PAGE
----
RCI Honors Resilient Military Caregivers
Institute Provides Financial Scholarships to Five Caregivers
Thursday, November 5th, 2015 — AMERICUS, GEORGIA — At its 28th Annual National Summit Oct. 23, the Rosalynn Carter Institute for Caregiving (RCI) presented five Mattie J.T. Stepanek Caregiving Scholarships to deserving caregivers supporting their loved ones, who were injured as a result of their military service.
This year, the $2,000 scholarships were awarded to military caregivers who are active or past participants in RCI’s signature military caregiver program, Operation Family Caregiver (OFC). OFC is a proven, evidence-based program that provides support to the families of newly returning service members and veterans. Since its launch in 2012, the program has helped more than 160 caregivers from across the country, all of whom were eligible for the scholarship.
The scholarship awardees include mothers and wives of servicemen who made significant sacrifices on behalf of their country. But their caregivers are making sacrifices as well, and this scholarship honors that sacrifice. Mary Booth, based in St. Louis, Mo., did not consider herself a caregiver until she called the VA Caregiver Crisis line when her son, a disabled veteran of Operation Iraqi Freedom, was admitted to the hospital with suicidal and homicidal ideations. Ashley Jackson lives in Johnstown, Penn., with two daughters and her husband, who returned from his deployment “a totally different” man riddled with anger issues. Breanna Perez lives in Oceanside, Calif., taking care of her husband who was wounded during his fifth deployment and then deployed once more before coming home with numerous physical injuries and post-traumatic stress. Nikki Stephens, who lives in Murietta, Calif., cares for her husband, a former Marine who has been diagnosed with post-traumatic stress disorder, neurological visual impairment, fibromyalgia and epilepsy. Jamie Winkler serves as a caregiver in Seattle, Wash., to her husband who has post-traumatic stress disorder, traumatic brain injury, chronic pain and long-term sleep issues.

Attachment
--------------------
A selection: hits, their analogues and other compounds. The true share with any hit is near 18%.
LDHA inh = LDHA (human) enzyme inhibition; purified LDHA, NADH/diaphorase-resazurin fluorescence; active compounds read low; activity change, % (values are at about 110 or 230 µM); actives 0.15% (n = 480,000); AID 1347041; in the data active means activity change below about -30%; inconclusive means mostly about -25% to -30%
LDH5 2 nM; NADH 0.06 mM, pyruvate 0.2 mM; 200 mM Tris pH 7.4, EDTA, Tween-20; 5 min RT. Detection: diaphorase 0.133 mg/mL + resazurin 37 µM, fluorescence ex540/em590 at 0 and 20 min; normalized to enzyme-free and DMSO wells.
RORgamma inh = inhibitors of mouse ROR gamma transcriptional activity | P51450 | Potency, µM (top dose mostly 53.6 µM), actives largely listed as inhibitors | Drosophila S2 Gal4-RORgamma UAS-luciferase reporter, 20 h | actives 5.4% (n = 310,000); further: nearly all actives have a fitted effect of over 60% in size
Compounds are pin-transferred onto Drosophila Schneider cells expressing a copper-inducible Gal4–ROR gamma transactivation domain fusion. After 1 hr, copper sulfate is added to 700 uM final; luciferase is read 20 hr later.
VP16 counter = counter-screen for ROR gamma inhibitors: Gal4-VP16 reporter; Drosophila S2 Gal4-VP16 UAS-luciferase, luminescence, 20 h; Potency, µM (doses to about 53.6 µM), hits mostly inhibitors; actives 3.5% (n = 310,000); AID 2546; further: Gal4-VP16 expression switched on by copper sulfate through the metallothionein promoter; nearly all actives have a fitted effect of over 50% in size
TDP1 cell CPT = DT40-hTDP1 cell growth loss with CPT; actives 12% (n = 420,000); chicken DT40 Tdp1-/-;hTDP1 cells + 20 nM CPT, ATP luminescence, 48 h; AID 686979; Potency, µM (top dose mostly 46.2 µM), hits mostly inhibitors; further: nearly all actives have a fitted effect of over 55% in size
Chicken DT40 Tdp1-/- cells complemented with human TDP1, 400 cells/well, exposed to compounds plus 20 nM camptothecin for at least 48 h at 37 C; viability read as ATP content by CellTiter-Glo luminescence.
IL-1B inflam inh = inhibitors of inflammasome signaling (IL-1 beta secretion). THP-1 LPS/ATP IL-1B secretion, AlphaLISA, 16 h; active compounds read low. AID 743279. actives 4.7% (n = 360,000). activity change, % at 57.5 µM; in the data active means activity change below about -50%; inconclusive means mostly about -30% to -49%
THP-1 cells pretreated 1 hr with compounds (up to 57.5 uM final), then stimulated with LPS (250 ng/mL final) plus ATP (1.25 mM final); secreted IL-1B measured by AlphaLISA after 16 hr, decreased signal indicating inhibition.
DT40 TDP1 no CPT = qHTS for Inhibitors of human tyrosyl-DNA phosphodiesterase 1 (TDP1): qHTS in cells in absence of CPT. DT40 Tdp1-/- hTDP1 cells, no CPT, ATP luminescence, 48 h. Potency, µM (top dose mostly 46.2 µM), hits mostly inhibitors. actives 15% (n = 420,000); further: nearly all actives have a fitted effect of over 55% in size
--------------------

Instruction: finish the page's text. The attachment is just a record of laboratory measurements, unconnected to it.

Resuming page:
All of these women point to their involvement with OFC as a turning point in helping them find a way to face and surmount these challenges. Their stories are unique but typical of the experience had by many spouses, siblings and parents who find themselves in the unexpected role of caregiver when their loved one comes home. Each of these awardees has developed the strength and resilience needed to care for her loved one but also to take care of herself. This is the OFC model.
OFC provides caregiver “coaches” who teach military families the skills they need to overcome unforeseen challenges and cope more effectively with problems they never imagined. Caregivers who have completed OFC report being less depressed and more satisfied with their lives, have fewer health complaints and are generally more prepared to take care of their families.
“The best thing I learned from Operation Family Caregiver was that I had to care for myself before I could care for anyone else,” Perez wrote in her scholarship application. “It truly helped me be a better caregiver because I was falling apart and I didn’t even know it.”
The scholarship is named for Mattie J.T. Stepanek, who died on June 22, 2004, just a month before his fourteenth birthday, due to complications of dysautonomic mitochondrial myopathy, a rare and fatal neuromuscular disease. Mattie was a friend to both President Carter and Former First Lady Rosalynn Carter. He believed that although we all have life storms, there is a champion within each of us, waiting to emerge and pull us through. During his brief life, Mattie became a poet and peace activist, championing the idea that “Hope is real, peace is possible, and life is worthy!” This caregiving scholarship honors his memory and his optimism.